So in this article we're going to look at four top property ETFs. But before we do that, let's look at three wider issues for the sector.
Indirect or direct
The most common vehicle for investing in commercial property is the REIT or real estate investment trust. The best-known REITs are big property companies like Land Securities or British Land. These firms tend to make direct investments in property. They will own a building or at least have a stake in the building. Often the REIT will have developed the property in the first place.
You also got smaller investment trusts that are just investment vehicles - they don't engage in property development. These trusts normally make direct investments into individual properties as well as indirect investments into other property firms.
Property ETFs in Europe can only make indirect investments. Remember, European ETFs operate under the UCITS regulations and UCITS stands for 'Undertakings for Collective Investment in Transferable Securities.' Because they're illiquid, direct property investments aren't easily transferable, so ETFs in Europe can only make indirect investments.
As we'll see indirect investments are more liquid than direct ones, but they can also be more volatile. This increase in volatility is at least partly due to the fact that REITs and other property funds tend to take on debt. The greater volatility means that property funds become more correlated with wider stock markets.
Liquidity is a big issue for anyone who wants to invest in property. If you've invested in a listed company and you want to get your money out, you can easily sell your shares at the prevailing market price. But with any form of property, it can take months to sell.
This can be a problem for open-ended funds such as unit trusts and OEICs. Open-ended funds normally keep a pot of cash; so if an investor in the fund wants to sell his units, the fund can give him his cash back without any problem. But if lots of investors want to take money out at the same time, then there can be a problem, and managers sometimes have to 'gate' the fund which means that investors can't take their money out for a while. Several funds were gated for a period in summer 2016.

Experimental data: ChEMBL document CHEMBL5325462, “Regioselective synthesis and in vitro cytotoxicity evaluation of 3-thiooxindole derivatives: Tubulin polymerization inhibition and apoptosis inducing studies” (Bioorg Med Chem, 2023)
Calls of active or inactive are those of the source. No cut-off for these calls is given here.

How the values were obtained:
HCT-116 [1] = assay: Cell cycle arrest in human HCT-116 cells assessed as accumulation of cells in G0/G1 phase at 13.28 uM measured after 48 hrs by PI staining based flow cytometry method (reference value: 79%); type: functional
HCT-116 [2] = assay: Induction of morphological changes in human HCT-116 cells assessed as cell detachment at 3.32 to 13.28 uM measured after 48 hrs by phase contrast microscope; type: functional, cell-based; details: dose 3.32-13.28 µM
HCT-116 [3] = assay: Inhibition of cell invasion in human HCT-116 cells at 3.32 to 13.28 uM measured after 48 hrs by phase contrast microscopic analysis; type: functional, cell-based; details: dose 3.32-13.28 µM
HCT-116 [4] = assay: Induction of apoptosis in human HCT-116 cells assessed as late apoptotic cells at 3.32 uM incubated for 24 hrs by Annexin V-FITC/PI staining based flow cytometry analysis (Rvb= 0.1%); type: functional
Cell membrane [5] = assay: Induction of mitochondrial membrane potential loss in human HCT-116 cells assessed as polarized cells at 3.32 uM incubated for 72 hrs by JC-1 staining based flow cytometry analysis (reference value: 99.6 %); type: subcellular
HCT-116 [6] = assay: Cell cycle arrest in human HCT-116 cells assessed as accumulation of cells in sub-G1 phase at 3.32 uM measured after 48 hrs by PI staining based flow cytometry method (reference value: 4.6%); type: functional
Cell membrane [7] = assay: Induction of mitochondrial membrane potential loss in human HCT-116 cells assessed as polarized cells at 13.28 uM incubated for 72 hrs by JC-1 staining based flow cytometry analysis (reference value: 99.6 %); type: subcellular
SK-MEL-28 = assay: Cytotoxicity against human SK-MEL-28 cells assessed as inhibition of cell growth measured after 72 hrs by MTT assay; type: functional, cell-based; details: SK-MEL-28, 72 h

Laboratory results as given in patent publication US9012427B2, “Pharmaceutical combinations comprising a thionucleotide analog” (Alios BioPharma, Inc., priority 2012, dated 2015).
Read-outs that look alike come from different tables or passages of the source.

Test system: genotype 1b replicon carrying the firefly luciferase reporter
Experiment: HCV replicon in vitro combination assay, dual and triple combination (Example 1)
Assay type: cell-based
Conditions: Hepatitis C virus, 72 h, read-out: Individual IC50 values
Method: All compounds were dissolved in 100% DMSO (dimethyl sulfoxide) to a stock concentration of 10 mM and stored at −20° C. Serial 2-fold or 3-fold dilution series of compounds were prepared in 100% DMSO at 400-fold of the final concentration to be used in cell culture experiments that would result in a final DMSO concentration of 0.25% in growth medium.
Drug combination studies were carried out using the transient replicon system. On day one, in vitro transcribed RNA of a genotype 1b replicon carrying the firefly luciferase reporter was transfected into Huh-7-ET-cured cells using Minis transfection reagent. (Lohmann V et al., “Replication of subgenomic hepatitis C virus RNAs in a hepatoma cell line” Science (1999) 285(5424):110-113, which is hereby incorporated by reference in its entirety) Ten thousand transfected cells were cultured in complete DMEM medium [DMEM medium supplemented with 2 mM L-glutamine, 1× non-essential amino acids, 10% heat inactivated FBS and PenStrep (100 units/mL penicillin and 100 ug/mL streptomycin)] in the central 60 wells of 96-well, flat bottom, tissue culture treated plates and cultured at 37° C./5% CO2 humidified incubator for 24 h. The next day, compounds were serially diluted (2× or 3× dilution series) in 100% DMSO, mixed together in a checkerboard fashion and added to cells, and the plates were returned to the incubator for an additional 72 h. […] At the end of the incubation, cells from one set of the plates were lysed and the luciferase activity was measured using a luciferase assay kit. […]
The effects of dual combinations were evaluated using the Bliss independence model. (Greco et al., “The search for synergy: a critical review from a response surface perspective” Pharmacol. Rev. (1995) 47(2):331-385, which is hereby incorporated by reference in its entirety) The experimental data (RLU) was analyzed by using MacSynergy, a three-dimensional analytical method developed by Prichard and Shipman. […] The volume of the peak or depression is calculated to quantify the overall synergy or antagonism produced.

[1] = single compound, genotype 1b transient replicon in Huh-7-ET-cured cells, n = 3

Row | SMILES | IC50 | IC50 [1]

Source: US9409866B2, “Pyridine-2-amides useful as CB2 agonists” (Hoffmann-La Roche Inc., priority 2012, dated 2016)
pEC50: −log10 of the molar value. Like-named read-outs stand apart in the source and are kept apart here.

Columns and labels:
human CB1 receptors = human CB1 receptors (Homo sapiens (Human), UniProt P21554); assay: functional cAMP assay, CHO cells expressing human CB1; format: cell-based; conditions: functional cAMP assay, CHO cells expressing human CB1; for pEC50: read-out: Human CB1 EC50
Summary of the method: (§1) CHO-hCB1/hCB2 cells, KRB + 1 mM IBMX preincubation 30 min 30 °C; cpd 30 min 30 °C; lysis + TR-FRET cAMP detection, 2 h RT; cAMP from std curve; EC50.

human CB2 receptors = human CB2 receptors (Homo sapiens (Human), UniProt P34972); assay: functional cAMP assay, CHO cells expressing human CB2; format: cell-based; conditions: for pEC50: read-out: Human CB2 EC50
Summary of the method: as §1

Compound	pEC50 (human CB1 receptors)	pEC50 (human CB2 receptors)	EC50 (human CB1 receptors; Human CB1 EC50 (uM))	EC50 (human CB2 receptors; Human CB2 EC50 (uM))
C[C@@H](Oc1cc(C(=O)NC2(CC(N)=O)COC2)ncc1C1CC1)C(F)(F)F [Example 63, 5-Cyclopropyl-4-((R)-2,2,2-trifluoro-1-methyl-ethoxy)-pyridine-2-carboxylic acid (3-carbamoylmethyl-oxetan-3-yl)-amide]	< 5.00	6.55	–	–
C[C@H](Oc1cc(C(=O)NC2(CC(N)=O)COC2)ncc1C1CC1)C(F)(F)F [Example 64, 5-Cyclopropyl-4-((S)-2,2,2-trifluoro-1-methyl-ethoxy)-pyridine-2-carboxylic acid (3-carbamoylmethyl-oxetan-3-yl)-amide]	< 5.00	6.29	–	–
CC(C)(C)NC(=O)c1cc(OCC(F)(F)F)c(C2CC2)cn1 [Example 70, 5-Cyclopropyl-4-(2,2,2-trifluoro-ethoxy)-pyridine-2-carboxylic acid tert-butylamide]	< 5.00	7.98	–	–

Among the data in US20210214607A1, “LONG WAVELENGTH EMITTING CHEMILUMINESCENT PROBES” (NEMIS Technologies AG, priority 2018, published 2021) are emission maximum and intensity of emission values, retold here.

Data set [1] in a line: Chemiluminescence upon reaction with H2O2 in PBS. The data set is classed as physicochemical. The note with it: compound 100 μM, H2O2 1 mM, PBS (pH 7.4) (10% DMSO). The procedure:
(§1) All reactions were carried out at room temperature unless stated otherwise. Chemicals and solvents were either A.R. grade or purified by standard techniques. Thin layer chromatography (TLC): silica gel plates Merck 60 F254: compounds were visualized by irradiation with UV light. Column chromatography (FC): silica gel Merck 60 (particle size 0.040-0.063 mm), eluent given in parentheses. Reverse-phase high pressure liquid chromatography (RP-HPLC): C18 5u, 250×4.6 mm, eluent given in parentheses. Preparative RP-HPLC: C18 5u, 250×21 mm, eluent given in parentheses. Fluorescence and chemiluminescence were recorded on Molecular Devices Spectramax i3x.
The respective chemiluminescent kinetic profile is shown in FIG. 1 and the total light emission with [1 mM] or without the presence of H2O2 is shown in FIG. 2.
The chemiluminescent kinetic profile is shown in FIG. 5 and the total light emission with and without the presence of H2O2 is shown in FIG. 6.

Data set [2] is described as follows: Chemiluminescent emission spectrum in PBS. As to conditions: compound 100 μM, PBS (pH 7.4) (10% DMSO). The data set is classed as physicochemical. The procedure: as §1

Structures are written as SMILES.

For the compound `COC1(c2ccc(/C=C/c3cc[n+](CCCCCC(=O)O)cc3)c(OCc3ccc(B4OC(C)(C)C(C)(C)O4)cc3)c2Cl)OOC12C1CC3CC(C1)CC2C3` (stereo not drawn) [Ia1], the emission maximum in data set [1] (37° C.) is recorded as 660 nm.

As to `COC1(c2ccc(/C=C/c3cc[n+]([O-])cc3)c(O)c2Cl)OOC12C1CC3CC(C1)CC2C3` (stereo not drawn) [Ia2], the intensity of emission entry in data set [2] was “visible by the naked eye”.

Investment trusts don't have this problem. They're closed end funds so if an investor wants to get out, he just sells his shares in the trust to another investor in the market. The existing investor may have to sell at a much reduced price if he's selling in the middle of some market turbulence, but at least he knows that he can almost certainly sell the shares at any time.
ETFs don't really have this problem of lack of cash either. Ordinary investors can sell out at any time in the market. The only issue is around ETFs' unique creation/redemption process. An ETF manager is obliged to transfer some assets to an authorised participant if the AP wants to redeem shares in the ETF. If the ETF's assets were direct investment, that could be difficult, but given that a property ETF's assets are indirect property investments, it's not an issue.
So now we've seen that property ETFs should be liquid and tradeable whenever markets are open, let's look at four top property ETFs:
- iShares UK Property UCITS (IUKP)
Here are the five biggest constituents in the ETF:
|Constituent||% of ETF|
- HSBC FTSE EPRA Developed UCITS ETF (HPRD)
|Country||% of ETF|
- iShares European Property Yield UCITS ETF (IPRP)
- iShares MSCI Target US Real Estate UCITS (USRE)
The largest holding is Simon Property Group which is a large operator of shopping malls. The four biggest holdings after Simon Property are all bonds.
As with all the other ETFs highlighted in this article, the ongoing charge is 0.4%.
For more on property, read ETFs are better than buy-to-let flats.